I have a 1999 Chrysler 300M. It won't start. I drove it home yesterday and parked it. I came out a few hours later and it wouldn't start. I pressed the fuel pressure valve and a weak stream of gas trickled out. I sprayed starter fluid into the air intake and the engine started and ran for a second. I disco'd battery, dropped the tank and replaced the fuel filter. I tried to start the car while the tank was still on the ground. It wouldn't start. I pressed the fuel pressure valve and a strong stream of gas sprayed out. I sprayed starter fluid into the air intake and the engine started and ran for a second. Fuel flow problem solved? So I checked the plugs. They were awful. I cleaned and gapped them and the car still wouldn't start. I replaced the plugs and the car won't start, except for a moment after starter fluid has been sprayed. I checked for codes. I obtained a p1684: The battery has been disco'd. I knew that. The car won't start. I have used the remote to unlock the car in an attempt to satisfy any security requirements. Any ideas? Please HELP!!! Thanks
Thank You for writing into AskPatty! To address your concern, it seems you may have ruled out most fuel issues, except your fuel pump. You might have needed to replace the fuel pump while you had the tank down and replaced the filter. I would revert back to the operation of your fuel pump to further resolve your issue!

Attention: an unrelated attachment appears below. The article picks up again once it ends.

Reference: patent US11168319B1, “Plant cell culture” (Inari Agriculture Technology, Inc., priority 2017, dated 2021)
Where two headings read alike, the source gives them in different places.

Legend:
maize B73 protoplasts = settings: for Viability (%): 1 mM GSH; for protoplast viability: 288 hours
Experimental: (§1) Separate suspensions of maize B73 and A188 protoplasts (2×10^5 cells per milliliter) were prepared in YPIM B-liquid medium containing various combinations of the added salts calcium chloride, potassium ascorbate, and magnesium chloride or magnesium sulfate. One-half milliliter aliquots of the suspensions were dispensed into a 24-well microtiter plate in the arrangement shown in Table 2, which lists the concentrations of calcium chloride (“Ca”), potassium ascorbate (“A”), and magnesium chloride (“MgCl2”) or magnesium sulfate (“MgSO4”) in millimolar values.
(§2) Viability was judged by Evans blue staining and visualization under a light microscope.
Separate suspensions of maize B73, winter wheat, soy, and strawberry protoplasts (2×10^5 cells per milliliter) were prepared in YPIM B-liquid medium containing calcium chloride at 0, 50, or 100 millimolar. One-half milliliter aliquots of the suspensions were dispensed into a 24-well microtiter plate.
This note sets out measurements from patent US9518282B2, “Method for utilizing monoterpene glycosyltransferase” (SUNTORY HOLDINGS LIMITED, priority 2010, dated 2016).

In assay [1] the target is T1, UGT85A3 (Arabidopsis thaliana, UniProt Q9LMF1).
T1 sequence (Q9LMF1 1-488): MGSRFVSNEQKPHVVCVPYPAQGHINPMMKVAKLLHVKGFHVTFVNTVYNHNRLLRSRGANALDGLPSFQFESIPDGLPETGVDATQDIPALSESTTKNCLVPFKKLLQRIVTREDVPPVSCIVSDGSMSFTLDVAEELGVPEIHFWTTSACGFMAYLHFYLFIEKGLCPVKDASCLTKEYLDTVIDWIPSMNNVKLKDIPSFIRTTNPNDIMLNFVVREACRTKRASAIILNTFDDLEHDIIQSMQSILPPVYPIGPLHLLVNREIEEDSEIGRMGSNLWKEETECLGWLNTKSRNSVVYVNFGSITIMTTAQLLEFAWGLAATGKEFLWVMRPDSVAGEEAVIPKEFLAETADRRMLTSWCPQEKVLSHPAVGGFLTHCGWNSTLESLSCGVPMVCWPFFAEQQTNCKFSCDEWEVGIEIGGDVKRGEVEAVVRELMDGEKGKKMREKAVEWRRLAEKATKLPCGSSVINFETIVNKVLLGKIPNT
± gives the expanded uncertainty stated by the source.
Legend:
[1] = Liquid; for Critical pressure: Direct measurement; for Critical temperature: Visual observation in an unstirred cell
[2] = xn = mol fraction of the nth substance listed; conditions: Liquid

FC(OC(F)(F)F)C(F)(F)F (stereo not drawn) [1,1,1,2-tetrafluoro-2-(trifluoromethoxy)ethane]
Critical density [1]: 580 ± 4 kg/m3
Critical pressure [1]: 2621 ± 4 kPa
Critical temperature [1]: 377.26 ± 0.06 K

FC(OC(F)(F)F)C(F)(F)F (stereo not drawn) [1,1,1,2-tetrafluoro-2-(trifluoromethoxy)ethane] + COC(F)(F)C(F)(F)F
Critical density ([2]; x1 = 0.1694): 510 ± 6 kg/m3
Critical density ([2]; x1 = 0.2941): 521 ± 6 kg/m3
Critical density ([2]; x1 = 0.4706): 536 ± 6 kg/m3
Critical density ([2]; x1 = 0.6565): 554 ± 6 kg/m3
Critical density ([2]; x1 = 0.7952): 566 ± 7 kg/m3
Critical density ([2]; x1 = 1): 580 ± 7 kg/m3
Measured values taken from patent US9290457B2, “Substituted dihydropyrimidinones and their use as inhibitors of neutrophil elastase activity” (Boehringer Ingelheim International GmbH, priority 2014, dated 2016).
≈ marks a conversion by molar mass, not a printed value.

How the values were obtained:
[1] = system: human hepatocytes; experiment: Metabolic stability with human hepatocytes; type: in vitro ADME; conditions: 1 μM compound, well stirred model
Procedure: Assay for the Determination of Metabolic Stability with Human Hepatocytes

Hope this Helps!
〉 Answered on May 25th, 2012 by Amanda J. Pierce, MBA "AJ", Certified Mechanic, Project Coordinator; Primavera Scheduler at VIGOR Alaska Industrial Shipyard & BizzM3ch Solutions
Any car will run if you spray starting fluid directly into the intake, you can run a car for a short period like this if needed. Most likely it is a fuel pressure issue but without doing the proper fuel pressure test we would merely be guessing. There are a myriad of possibilities from spark issues, fuel issues, and possible crank sensor/cam sensor issues.
I would, however, not spray anymore starting fluid into the intake as it is bad for the vehicle and can foul the spark plugs as well.
It's always best to bring it in to your trusted technician so he can do some more testing and possibly run some diagnostics. Looks like you've done alot of trouble shooting on your own, so make sure you share all these little details.
〉 Answered on May 25th, 2012 by Judy Curry, Co-Founder and Vice President of Marketing at Currys Auto Service